Infectivity in relation to gametocyte density

The proportion of mosquitoes developing oocysts is best described by a model that incorporates both the density of female and the density of male gametocytes (deviance information criterion, DIC = 451.5). In the best fit model, female gametocyte density explains most of the variability with the proportion of mosquitoes infected increasing rapidly with increasing gametocytaemia before saturating at high female gametocyte densities (Figure 2A). At female gametocyte densities of 200 per µl approximately 30% of mosquitoes are infected. At low gametocyte densities transmission appears to be impeded by a lack of male parasites (Figure 2B). The number of mosquitoes infected is on average lower for hosts with fewer than 50 male gametocytes per µl of blood, with the model predicting that male densities < 10 per µl reduces the proportion of infected mosquitoes by 50% (Figure 2C). Predictions for the proportion of mosquitoes infected according to the density of female and male gametocytes in the blood is given in Figure 2D. Poorer statistical fits were observed for models where the proportion of mosquitoes with oocysts was described by either the density of females alone (DIC = 481.3), the density of males (DIC = 538.8), or total gametocyte density (sum of male and female gametocytes, DIC = 501.7). There were considerable differences in the relative infectivity between sites. Compared to the Mali data, infectivity was similar in the study in Balonghin, Burkina Faso (0.95 times as high; 95% CI 0.1–1.4) but 3.65 times higher in Bobo Dioulasso, Burkina Faso (95% CI 2.3–5.2) and 1.68 times higher in site in Yaoundé, Cameroon (95% CI 1.1–2.6) (Figure 2—figure supplement 1, Figure 2—source data 2.). Other models, including both qRT-PCR and microscopy, showed poorer performance in predicting mosquito infection prevalence (Figure 2—source data 2).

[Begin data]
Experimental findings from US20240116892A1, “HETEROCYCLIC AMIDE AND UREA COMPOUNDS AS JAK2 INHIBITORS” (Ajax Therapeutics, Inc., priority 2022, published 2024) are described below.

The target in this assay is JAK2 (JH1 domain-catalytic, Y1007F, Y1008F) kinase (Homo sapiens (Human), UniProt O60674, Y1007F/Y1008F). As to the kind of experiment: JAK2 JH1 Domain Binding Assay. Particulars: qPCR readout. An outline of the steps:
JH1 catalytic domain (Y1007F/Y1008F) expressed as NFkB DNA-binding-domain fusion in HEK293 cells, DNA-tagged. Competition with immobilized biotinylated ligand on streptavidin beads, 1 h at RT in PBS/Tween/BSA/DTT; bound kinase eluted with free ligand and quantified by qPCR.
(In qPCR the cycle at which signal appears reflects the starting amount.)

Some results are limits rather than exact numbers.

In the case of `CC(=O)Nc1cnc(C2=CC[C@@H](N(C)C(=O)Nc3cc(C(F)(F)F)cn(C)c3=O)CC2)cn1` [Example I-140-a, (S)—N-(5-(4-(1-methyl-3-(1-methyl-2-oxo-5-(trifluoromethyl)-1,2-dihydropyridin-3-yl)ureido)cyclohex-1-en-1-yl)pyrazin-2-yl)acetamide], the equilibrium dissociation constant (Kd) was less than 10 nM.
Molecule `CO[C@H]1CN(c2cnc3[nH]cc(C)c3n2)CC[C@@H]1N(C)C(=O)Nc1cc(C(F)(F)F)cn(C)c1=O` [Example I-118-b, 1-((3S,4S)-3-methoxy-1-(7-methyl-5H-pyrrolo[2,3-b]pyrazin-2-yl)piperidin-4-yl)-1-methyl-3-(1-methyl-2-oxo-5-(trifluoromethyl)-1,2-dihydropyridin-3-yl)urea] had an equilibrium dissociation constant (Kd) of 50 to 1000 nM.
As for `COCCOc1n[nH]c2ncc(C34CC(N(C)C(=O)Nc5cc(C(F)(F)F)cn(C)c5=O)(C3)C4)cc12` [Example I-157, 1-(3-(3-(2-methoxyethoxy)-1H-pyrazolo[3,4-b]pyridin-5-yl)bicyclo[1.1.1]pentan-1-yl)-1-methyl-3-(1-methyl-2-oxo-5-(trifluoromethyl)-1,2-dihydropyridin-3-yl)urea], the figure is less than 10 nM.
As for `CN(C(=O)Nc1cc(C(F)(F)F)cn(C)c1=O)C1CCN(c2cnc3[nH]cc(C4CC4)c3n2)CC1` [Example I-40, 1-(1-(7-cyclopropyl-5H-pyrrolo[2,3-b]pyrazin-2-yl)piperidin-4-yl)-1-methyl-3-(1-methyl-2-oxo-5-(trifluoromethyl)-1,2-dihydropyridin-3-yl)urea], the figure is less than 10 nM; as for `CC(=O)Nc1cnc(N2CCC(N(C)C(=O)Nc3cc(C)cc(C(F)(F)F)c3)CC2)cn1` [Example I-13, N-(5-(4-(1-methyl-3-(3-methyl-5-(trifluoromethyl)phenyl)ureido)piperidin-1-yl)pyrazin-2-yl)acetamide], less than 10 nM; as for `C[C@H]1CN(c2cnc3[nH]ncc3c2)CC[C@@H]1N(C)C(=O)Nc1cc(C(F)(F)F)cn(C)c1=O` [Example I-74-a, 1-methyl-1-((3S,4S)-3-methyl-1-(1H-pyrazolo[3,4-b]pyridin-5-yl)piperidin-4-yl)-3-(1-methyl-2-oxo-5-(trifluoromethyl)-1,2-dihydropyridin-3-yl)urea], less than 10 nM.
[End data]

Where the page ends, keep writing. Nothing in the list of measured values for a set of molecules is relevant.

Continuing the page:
Figure 2 with 2 supplements see all
The relationship between Plasmodium falciparum gametocyte density and the proportion of mosquitoes that develop oocysts.